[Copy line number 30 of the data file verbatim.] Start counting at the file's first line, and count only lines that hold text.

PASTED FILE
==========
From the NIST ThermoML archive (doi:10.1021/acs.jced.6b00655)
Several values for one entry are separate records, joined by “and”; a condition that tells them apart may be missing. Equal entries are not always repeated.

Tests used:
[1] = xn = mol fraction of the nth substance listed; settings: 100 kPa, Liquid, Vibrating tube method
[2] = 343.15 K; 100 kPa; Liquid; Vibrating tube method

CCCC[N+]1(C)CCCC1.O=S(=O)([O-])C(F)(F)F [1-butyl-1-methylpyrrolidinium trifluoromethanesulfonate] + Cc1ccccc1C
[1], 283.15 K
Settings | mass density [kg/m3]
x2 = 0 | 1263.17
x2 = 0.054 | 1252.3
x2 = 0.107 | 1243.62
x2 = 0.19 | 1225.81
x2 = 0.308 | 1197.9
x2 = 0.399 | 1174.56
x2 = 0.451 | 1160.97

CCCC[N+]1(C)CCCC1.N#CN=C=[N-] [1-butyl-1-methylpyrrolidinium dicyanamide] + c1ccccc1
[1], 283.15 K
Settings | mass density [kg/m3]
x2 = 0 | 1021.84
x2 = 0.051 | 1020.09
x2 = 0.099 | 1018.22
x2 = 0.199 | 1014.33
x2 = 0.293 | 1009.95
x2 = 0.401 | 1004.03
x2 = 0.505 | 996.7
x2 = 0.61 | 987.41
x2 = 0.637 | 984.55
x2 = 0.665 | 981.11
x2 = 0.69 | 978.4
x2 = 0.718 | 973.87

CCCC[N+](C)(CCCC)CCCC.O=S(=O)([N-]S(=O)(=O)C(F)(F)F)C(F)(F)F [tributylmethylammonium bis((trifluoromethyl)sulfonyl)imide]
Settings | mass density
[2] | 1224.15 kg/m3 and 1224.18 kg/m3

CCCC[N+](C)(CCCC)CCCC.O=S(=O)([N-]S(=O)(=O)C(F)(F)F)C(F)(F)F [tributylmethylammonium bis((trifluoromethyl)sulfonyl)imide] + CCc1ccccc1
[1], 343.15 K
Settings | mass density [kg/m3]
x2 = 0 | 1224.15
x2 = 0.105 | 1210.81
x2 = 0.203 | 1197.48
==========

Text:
x2 = 0.718 | 973.87